• The Employer Credit for Paid Family and Medical Leave has been extended through 2020.  Eligible employers may claim a general business credit equal to an applicable percent of the amount of wages paid to qualified employees during any period in which the employees are on family and medical leave, provided the rate of payment under the program is at least 50% of the wages normally paid to the employee.
  • The Work Opportunity Credit has been extended through 2020.  Employers are generally allowed a 40% credit for qualified first-year wages paid during the tax year to individuals who are members of a targeted group of employees.

This list is not complete.  See your tax advisor for more details.

Urgent news if you have a retirement account with a Conduit Trust named beneficiary

Legislation called the Setting Every Community Up for Retirement Enhancement (SECURE) Act of 2019, enacted December 20, 2019, renders any estate plan involving a Conduit Trust beneficiary of a big retirement account (including 401(k) accounts and IRAs) obsolete.

A provision of the Act repeals “stretch” payments over the life expectancy of most successor beneficiaries for inherited retirement accounts of decedents who die after December 31, 2019.  The maximum time for distributions is 10 years after the death of the decedent/plan participant.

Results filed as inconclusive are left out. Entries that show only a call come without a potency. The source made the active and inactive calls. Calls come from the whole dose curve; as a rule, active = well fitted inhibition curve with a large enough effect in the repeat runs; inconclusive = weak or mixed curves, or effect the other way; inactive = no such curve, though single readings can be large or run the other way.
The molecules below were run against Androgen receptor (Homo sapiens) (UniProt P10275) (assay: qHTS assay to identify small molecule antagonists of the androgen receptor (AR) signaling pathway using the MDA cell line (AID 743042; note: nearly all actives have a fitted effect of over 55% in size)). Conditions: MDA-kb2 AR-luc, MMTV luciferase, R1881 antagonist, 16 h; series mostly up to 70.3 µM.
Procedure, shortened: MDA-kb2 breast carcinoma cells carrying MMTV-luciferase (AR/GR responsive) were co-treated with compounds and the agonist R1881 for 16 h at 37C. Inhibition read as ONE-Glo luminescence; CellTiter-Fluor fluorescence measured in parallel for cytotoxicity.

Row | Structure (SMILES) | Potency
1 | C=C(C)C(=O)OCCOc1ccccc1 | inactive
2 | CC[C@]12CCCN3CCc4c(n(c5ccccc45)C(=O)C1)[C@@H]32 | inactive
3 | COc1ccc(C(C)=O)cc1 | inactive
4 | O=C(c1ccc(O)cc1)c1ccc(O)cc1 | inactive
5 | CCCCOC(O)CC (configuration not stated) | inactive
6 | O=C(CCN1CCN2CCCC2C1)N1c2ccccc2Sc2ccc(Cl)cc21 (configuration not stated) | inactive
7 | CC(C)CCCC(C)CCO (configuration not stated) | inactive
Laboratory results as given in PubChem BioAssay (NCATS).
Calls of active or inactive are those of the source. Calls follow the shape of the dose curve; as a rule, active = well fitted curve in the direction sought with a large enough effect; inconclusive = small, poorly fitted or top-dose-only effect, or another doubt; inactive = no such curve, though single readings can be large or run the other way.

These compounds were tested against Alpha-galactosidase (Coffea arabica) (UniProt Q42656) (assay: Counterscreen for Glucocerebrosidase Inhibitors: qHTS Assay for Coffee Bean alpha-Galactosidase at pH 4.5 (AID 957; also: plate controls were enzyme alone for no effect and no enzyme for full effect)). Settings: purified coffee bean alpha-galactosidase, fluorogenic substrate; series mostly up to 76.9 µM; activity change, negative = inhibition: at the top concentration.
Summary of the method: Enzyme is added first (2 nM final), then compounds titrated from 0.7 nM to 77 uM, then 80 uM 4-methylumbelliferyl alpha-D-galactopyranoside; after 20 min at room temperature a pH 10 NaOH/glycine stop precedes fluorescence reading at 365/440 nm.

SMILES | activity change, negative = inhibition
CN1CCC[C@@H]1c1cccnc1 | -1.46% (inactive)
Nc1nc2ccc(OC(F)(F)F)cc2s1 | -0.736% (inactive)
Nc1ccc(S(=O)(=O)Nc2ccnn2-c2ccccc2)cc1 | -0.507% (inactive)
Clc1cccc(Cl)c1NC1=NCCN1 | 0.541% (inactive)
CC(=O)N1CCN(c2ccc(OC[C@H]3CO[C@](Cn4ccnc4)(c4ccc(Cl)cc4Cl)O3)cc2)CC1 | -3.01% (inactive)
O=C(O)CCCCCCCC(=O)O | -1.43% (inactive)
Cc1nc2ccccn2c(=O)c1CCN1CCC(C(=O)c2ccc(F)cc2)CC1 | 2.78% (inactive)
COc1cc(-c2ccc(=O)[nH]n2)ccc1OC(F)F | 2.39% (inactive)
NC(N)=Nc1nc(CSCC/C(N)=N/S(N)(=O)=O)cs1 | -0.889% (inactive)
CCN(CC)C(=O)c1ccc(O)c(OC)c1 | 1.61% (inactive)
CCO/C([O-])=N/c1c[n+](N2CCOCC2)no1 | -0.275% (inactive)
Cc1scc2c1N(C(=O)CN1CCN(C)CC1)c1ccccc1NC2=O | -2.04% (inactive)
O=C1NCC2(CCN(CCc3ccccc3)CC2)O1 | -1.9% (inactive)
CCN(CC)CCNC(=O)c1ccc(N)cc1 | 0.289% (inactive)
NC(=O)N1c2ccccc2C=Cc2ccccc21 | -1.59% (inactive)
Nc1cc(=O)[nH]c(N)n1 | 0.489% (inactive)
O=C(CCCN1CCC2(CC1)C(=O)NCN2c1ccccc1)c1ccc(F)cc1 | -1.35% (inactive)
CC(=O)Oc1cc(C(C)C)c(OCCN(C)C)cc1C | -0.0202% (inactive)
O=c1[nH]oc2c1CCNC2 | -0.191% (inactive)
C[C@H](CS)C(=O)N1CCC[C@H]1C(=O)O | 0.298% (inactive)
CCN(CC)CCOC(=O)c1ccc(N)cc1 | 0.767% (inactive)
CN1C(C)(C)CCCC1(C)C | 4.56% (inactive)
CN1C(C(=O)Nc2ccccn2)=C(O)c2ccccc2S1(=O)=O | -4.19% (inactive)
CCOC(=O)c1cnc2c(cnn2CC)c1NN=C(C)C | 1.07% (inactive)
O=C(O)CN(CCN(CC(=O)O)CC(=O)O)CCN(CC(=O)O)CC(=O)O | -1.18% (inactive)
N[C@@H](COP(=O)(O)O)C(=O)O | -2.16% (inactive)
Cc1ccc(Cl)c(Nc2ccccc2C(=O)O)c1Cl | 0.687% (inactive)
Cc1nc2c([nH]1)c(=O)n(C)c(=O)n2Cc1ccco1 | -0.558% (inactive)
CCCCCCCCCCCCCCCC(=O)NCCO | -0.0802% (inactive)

What is a Conduit Trust?  The purpose of a Conduit Trust was to control a retirement account, usually with a minor beneficiary, and still qualify for distribution of the account over the beneficiary’s life expectancy, called stretch distributions.  In order to qualify, the account had to be disregarded for income tax reporting with respect to the retirement account distributions.  The way this was accomplished was to require that any retirement account distributions received by the trust be immediately distributed to the beneficiary.

Since life expectancy distributions are usually very small, a huge distribution would be payable to the beneficiary 10 years after the death of the account owner, probably subject to very high federal income tax rates and possibly subject to mismanagement by the beneficiary.

There are some exceptions to the new rule, including (1) the surviving spouse of the employee/participant, (2) a child who is under age 21, (3) certain disabled persons, (4) certain chronically ill persons, and (4) an individual not previously described who is not more than 10 years younger than the employee/participant.

When a child of the decedent reaches age 21, the balance of the account must be distributed within 10 years.

If a beneficiary of a retirement account inherited from a person deceased before 2020 is deceased after 2019, the 10 year limit applies to that person’s successor beneficiaries.

Since the Conduit Trust no longer provides a tax benefit, employees/participants with retirement accounts should consult with their attorney and tax consultant about eliminating the Conduit Trust as a beneficiary and making alternative estate plans for their retirement accounts.

Tax and financial advice from the Silicon Valley expert.